Prior to the launching of the Glass Development Kit, Google is encouraging developers to work on Android apps for Glass using the standard Android SDK (API Level 15) to test their ideas.
Google is encouraging developers to start building apps for its Glass augmented-reality eyewear, even though it has yet to release the official Glass Development Kit (GDK) to help them do it.
According to a blog post by the Glass developer relations team, Google revealed plans for the GDK during its I/O developer conference in July this year, but doesn’t want app-makers to wait for it to be released.
“We’re still hard at work on the GDK, but in the meantime, you can start designing and developing your awesome ideas with the existing Android SDK,” suggests the post.
“Although you won’t have all the tools necessary to design the perfect experience for Glass, developing with the Android SDK (API Level 15) lets you try out ideas while you wait for the GDK.”
The team add that Glass features including the accelerometer and playing media are already part of the Android SDK. Google has published some sample apps including a stopwatch, level and compass for Glass, with more to come in the next few weeks.
“When we release the GDK, we’ll update these samples to demonstrate the migration path between a traditional Android app and a full Glass experience,” explains the blog post.
In fact, a number of companies and developers have already released third-party Glass apps, either through working with Google ahead of the GDK’s launch, or by using its Google Mirror API for web-based Glassware.
Meanwhile, e-commerce service Fancy has a Glass app enabling people to take photos of objects in the world around them then find matching products, and cloud-storage service Evernote have also released a “first look” at its app.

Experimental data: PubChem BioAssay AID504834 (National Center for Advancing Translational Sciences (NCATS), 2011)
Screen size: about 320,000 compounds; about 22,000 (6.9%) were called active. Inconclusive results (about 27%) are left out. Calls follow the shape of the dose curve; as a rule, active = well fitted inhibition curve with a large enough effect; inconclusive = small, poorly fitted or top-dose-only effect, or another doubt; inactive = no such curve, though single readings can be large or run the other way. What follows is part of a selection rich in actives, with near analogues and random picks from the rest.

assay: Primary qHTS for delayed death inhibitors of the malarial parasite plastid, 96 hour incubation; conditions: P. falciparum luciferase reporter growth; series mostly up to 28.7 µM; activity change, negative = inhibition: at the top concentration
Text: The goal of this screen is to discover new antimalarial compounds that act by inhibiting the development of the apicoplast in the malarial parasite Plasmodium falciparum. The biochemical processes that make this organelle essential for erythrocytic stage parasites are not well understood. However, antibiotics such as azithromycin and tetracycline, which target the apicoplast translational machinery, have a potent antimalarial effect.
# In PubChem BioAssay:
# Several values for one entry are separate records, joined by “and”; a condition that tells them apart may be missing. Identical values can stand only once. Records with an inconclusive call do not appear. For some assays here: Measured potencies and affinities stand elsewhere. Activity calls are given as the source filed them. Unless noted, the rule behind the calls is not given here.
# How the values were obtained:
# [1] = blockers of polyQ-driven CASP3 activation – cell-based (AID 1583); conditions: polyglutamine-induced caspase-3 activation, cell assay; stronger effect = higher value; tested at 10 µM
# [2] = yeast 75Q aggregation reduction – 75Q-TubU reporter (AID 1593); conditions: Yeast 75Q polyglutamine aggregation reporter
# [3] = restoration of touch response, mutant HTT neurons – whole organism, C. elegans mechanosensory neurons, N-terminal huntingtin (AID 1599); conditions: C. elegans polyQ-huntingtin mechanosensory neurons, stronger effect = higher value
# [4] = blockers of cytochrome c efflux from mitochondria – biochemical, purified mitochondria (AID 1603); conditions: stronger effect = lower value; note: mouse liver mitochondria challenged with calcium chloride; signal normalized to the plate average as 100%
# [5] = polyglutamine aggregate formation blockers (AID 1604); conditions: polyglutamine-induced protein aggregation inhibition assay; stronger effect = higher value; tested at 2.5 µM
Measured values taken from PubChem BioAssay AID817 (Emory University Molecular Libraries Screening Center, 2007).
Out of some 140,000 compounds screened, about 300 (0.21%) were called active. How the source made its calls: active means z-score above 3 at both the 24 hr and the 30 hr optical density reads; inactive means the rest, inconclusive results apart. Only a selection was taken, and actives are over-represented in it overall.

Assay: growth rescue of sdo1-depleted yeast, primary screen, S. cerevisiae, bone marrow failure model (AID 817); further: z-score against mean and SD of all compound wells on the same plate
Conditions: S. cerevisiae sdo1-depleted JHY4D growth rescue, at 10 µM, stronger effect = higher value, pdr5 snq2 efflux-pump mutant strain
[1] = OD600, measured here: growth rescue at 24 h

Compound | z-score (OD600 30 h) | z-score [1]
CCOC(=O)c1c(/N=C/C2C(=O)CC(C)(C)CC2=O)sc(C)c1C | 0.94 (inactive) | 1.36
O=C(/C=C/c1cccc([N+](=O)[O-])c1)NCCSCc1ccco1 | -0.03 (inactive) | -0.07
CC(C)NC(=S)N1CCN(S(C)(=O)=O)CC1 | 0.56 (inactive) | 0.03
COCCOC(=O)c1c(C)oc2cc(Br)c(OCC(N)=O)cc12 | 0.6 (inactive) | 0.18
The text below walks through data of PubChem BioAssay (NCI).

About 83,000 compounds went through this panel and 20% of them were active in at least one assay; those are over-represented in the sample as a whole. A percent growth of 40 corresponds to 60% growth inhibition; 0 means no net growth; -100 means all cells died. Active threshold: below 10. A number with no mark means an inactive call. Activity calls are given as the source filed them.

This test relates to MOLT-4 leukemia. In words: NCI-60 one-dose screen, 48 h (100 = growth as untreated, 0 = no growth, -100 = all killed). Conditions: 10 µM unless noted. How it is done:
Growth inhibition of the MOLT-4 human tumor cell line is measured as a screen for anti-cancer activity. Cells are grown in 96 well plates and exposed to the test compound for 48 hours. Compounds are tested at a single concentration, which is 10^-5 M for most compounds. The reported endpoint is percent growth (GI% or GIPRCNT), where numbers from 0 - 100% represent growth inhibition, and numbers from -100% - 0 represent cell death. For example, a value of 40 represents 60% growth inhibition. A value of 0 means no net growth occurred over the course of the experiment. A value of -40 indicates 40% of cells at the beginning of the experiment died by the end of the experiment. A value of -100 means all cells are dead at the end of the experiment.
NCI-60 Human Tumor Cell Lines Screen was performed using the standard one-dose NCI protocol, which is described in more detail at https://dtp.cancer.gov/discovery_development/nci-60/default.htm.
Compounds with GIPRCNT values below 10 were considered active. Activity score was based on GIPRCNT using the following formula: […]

All have stressed that it is early days for their apps on Glass, even if they have grand ambitions.
“We believe that wearables are the next frontier in consumer technology and we’re hard at work building the Evernote for our wearable technology future,” as that company’s vice president of marketing Andrew Sinkov put it in a blog post.
“Today, you’re getting a glimpse of simple and useful ways that Evernote can be used with Google Glass. This is only the beginning.”
Wearable-technology incubator Stained Glass Labs maintains a directory of Glass apps which spotlights apps made by other developers and startups, from YouTube-uploading Fullscreen BEAM and photo-filtering Glassagram to the infamously banned-by-Google Tits & Glass porn app.
Google’s Glass Platform Developer Policies for the Mirror API hint at its likely approach to policing native apps for its eyewear once the GDK is available.
It includes rules on collecting and using people’s personal data, as well as barring sexually explicit material, depictions of “gratuitous” violence, hate speech, impersonation and deceptive behaviour, gambling and malware, among other categories.